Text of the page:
The Russian Revolution

We suspected it might be the case, and once again there is evidence to support our fears. Yes, Daniel Negreanu is the poker equivalent of Nostradamus. Not only can he see through your cards, but he also knows the nationalities of those who will rise and come to the fore. We're all doomed. The Russians are coming, and they want your money.

Months back, Kid Poker said: "Poker's popularity is surging in Russia. You can expect to see more Russian names winning on the European Poker Tour and other major international tournaments in coming years."

We guess it's natural. In a country where chess has always been an obsession, the Russian psyche adapts well to poker. The Russian economy has experienced steady growth over the recent years, which means at least some Russians have money to gamble with. That, and there's 145 million of them.

Okay, so a Russian didn't win the WSOPE, but for hours John Juanda must have felt like Michael Caine in "Zulu" at the final table. While there might not have been thousands of them, Juanda was surrounded by two Russians, both ready to take the chips out of the Full Tilt pro. And you know what? Ivan Demidov and Stanislav Alekhin are just two of the new breed of Russian sharks waiting to take your rubles.

It's All His Fault: Kirill Gerasimov

He was the man who almost won the inaugural WPT Championship event back in 2001. He eventually finished second to Alan Goehring, who was so happy to have won the first USA-vs.-Russia battle on the big stage that he did a silly little dance when he won the lot. Gerasimov took home $506,625 and his dignity, after not doing any silly little dances. …

That was just the beginning for Gerasimov, as he decided to start making WSOP final tables for fun. In 2003 he made his first, in 2004 he landed two final table appearances, and then the following year he got another one. The summer of 2008 witnessed his making another two final tables, including a fifth-place finish in that really sick final table at the $5,000 pot-limit Omaha with rebuys event (eventually won by Phil Galfond).

Chances of winning a major event soon? High. Chances of a silly little dance? None.

Alexander the Great

Alexander Kravchenko took on the mantle of the great Russian hope after he burst onto the scene at the 2007 WSOP, cashing six times, including a fourth-place finish in the main event. That wasn't the highlight for Kravchenko -- that came when he won the $1,500-limit Omaha high-low event, becoming the first Russian citizen to win a bracelet. He's a diverse player, having landed fifth at the 2007 WSOP Europe HORSE event, as well as third in the Moscow Millions the same year.

After running amok at the 2007 World Series, Kravchenko overtook Gerasimov as the leading money winner among Russians, and his live tournament winnings stand in excess of $2.6 million. That's a lot of vodka!

Kostritsyn: Also called Alexander, also great

While Goehring might have denied Gerasimov, the Russians overcame the Las Vegas pros Down Under at the 2008 Aussie Millions. Alexander Kostritsyn was an unknown coming to the final table, but when he dispatched Erik Seidel heads-up to take home AUS $1.65 million, the poker world began to wonder just how many more of these "unknown" Russians were left …

Cue the Terrible Twosome: Ivan Demidov and Stanislav Alekhin

We'd like to say that Ivan Demidov was first thrown into the limelight by becoming one of the November Nine, but it was more a gentle stroll into the WSOP main event finale. Much of the public attention -- what there was of it -- was focused on the likes of chip leader Dennis Phillips, young gun Scott Montgomery, or the man with the funky nickname and the arrest warrant, David "Chino" Rheem. Perhaps he was a little agitated at not being one of the favorites, but Demidov sure changed that in London.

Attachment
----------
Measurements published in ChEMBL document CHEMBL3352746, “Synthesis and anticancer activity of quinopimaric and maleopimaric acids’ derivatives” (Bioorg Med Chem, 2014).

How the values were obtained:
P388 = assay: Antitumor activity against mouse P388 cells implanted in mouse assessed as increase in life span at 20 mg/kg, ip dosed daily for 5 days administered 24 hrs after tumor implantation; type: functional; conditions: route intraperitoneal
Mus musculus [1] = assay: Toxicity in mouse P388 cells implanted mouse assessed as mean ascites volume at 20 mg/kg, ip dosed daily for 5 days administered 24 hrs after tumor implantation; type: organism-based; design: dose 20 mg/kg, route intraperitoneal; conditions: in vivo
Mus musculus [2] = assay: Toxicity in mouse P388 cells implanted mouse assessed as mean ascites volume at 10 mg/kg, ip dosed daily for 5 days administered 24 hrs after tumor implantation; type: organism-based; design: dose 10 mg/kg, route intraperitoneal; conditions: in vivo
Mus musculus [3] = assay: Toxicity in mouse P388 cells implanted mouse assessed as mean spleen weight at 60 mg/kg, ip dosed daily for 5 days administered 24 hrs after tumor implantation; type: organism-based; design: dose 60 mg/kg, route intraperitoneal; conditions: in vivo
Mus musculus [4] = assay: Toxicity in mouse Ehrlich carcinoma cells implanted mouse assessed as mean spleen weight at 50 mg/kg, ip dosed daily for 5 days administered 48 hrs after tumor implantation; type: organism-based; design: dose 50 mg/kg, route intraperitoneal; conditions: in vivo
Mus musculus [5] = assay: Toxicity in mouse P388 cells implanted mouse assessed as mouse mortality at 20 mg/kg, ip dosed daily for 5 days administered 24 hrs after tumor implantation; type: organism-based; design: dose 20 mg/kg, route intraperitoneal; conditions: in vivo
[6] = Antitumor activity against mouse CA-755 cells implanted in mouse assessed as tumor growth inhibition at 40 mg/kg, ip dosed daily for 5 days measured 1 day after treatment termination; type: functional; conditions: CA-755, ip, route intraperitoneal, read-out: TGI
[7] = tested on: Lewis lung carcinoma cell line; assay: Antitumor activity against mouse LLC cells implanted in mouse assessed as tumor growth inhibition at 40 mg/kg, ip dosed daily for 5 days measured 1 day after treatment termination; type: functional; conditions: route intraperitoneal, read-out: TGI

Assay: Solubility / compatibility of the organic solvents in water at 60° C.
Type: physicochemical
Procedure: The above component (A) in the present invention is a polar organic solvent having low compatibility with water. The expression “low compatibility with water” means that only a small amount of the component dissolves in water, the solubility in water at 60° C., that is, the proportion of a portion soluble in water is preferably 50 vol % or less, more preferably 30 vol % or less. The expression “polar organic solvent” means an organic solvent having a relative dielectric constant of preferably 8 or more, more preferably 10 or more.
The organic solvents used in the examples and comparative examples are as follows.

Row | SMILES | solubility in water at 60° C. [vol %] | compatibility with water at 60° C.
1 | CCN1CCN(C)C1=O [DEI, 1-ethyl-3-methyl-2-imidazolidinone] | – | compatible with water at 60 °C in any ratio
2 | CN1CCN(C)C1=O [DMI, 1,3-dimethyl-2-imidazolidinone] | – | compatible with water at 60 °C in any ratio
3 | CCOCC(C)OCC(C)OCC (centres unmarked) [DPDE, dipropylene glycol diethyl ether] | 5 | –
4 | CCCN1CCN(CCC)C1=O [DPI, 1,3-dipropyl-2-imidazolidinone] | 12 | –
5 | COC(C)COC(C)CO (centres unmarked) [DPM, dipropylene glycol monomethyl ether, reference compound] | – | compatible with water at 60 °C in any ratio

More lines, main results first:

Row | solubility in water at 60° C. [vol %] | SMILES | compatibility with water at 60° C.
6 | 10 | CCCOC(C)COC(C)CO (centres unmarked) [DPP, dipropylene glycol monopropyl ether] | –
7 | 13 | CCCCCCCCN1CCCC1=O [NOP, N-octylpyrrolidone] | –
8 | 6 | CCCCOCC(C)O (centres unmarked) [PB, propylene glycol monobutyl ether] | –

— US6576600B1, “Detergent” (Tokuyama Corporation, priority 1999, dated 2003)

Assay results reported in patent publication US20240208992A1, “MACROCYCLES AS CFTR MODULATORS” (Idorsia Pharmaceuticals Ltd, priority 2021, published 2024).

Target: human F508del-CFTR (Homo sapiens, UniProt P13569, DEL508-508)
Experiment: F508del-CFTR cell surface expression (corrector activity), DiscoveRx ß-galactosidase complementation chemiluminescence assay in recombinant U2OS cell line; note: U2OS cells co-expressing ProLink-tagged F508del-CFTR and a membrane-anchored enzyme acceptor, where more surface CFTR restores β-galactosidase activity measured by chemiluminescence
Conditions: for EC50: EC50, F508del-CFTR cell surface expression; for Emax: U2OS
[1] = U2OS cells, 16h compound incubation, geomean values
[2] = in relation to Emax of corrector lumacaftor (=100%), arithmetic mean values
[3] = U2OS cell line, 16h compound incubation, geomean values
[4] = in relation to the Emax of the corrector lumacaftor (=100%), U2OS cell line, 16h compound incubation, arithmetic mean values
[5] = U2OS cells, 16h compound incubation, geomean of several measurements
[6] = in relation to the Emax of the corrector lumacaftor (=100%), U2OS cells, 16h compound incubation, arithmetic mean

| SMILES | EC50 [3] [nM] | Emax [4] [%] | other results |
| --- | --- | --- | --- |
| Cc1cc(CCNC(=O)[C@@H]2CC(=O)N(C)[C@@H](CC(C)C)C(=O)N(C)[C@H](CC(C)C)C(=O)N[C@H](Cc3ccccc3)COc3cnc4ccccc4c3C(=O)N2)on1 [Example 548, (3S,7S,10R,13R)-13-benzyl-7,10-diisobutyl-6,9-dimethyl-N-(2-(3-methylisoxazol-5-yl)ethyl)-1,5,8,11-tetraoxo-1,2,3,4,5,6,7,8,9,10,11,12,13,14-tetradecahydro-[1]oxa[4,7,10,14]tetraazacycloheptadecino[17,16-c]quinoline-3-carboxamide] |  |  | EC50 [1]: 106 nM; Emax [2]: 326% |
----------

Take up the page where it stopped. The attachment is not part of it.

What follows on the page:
As he made it to the finale in London, he became the first to complete the double of European and stateside main event final table appearances in the same year. Then for hours it looked as if he would win the European version, pole-vaulting to an early chip lead with the likes of Negreanu, Juanda and Scott Fischman around him. A couple of pots -- which he later admitted he played "pretty poorly" -- cost him the win, but the eyes will be on him whenever he sits down at a table.

Meanwhile, the man who took on John Juanda in the longest WSOP heads-up battle was another of those unknown Russians. Stanislav Alekhin might not been tipped for a win before the tournament, but the men in Moscow obviously knew something we didn't. Russian Stanislav owned only a small percentage of himself at the main event after he and several others pooled their resources to put their young hopes out into the field of battle. It turned out to be a prudent investment, with Alekhin only a fraction away from becoming this year's champion.

They're not all good, though.

Back in 2007 a story was making the rounds that was worthy of Dostoyevsky himself. A Russian man found himself short of cash at a poker game and decided to gamble his beloved wife. As is always the way, he lost his missus to Sergey Brodov, who eventually turned up at Tatiana and Andrei Karpov's place to claim his prize. Naturally, she was somewhat nonplussed when she heard the news that she'd been lost in a poker game and promptly divorced her husband to go live with Brodov. Aw, unlike Dostoyevsky we love a happy ending. If you want our advice, though, don't gamble your wife with a Russian -- there's a good chance he's the next big thing.

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